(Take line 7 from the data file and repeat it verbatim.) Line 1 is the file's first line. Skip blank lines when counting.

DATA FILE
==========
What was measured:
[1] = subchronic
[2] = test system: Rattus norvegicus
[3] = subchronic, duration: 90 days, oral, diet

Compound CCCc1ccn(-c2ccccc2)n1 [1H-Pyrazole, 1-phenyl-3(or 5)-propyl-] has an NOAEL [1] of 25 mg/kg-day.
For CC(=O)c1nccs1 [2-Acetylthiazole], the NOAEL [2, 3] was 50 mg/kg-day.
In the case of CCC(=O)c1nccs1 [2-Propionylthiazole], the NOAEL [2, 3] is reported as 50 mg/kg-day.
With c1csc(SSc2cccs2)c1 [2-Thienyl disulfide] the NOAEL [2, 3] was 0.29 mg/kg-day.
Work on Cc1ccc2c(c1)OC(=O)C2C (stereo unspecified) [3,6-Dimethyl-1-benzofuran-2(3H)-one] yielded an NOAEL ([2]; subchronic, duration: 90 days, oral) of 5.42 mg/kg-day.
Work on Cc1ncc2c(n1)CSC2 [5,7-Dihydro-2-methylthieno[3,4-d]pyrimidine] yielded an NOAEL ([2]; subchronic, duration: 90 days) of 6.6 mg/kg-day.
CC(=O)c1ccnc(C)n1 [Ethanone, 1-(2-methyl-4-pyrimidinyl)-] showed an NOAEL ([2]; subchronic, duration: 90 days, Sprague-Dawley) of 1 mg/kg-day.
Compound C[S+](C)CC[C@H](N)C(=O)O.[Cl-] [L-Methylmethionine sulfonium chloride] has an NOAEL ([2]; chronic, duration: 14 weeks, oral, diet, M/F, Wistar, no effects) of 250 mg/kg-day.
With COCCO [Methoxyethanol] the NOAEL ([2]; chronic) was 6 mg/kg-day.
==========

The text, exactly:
In the case of CCC(=O)c1nccs1 [2-Propionylthiazole], the NOAEL [2, 3] is reported as 50 mg/kg-day.